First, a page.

Agriculture's market prospects look exciting in theory, but making agribusiness earnings work for the "mum and dad enterprises" which dominate most ag sector industries will require more strategic teamwork with the bank and its different category specialists, according to Mr Wearne.
One of the biggest changes in agribusiness banking in the past decade was the way many clients had recognised the need for good financial planning strategies, including a solid understanding of cashflow trends and new trading ideas.
"They also must have good strategic thinking - what does their business need to achieve and what should it be prepared for," Mr Wearne said.
"That means getting a good financial team around them to work as a true partnership.
"People need to think at a more macro level about markets and other influences - lifting the thinking from immediate management issues on our farms.
"And as bankers we obviously have a big responsibility to help clients be better informed and prepared.
"It's up to us to ask a lot of questions - questions many mum and dad-sized enterprises probably haven't had to look at so much in the past.
"It's more and more important to have these conversations - about commodity prices, exchange rates, interest rates, and more."
Mr Wearne, who took over as executive general manager of regional and agribusiness banking almost three months ago, is relishing the chance to be part of the fast expanding food sector opening up to farmers.
He was keen to promote strategic thinking and the specialist skills available within CBA's agribusiness division to assist farmers and other rural businesses in their decision making.
"We have to be asking businesses in regional areas 'what's your plan?', and 'how are we going to make this work out best for you?'.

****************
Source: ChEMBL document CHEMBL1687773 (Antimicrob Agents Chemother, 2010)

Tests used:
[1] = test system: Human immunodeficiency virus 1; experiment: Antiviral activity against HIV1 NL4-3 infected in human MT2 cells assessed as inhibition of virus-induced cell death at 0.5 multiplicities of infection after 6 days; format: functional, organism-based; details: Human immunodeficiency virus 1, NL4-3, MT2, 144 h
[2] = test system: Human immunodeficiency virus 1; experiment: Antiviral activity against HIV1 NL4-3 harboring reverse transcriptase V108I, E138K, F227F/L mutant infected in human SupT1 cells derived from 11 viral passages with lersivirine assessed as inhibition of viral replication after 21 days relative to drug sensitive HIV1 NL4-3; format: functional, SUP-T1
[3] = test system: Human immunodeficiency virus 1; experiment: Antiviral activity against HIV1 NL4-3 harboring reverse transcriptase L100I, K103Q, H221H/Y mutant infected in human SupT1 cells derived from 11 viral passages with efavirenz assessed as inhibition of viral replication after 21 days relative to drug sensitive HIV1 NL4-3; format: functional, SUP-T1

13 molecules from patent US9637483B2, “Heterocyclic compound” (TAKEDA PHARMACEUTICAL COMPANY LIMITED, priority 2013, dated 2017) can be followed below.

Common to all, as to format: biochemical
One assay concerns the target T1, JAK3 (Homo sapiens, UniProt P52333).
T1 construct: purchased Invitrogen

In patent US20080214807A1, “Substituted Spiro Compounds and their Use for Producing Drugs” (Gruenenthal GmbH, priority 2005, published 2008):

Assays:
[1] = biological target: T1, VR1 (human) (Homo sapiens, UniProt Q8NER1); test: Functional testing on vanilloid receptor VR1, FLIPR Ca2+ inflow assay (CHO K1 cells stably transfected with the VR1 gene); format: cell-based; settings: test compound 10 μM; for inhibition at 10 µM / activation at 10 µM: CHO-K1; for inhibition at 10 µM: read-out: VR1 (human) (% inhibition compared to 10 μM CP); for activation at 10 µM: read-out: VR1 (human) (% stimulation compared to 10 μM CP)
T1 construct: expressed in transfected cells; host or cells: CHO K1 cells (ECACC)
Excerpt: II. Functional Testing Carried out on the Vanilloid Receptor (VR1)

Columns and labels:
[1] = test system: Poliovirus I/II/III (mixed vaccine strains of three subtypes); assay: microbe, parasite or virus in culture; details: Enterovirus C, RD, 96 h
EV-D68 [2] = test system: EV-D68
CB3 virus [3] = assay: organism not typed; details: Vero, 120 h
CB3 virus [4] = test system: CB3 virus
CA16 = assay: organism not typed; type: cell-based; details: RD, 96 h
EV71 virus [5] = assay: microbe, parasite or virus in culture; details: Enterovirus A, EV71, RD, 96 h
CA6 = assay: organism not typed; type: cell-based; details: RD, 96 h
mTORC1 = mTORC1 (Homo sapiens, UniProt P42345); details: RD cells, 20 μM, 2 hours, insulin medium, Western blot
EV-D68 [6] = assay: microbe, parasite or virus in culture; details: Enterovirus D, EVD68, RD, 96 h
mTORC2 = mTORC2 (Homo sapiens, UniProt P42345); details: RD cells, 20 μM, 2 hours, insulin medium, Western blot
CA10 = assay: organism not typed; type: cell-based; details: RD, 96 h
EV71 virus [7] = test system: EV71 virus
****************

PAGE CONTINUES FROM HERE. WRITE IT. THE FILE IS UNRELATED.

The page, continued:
"Agribusiness offers opportunities that other sections of the economy are not enjoying, but it's a sector with a lot of clients who are small and mid-sized business people who'll need ongoing education and guidance to adjust.
"They're not just farmers, but also butchers, bakers, trucking businesses, a whole diverse range of pre- and post-farm gate operators."
Part of the bank's relationship building strategy involved reinforcing its agribusiness staffing ranks at a time when some institutions were rationalising because of global financial stresses.
"There's been some very short term cost cutting applied by some banks in the past six months, but we want to make it easier to talk to our clients - we've actually picked up staff from other banks as they shut down services," he said.
Mr Wearne, who replaced Brendan White - one of several CBA executives lured to Bank of Queensland early this year - started with the Commonwealth as a teller in Sydney in 1988.
Between 2004 and 2007 he was head of CBA's institutional banking business in New Zealand.
With 30,000 clients serviced by the CBA's regional and agribusiness banking division and 66 branches Australia-wide, the executive general manager's job is renown for it's testing travel schedule.
Mr Wearne's predecessor averaged 150 nights each year (40pc) away from home, and since taking up the job he has been on the road in every State in the past month, including attending the big AgQuip field days in NSW.
"I wouldn't have taken this on unless I loved what I do," he said.
"But when I'm back in Sydney I have to be brutal with my time at the office - I've got two daughters (aged 10 and 7) and I need to get home to the family."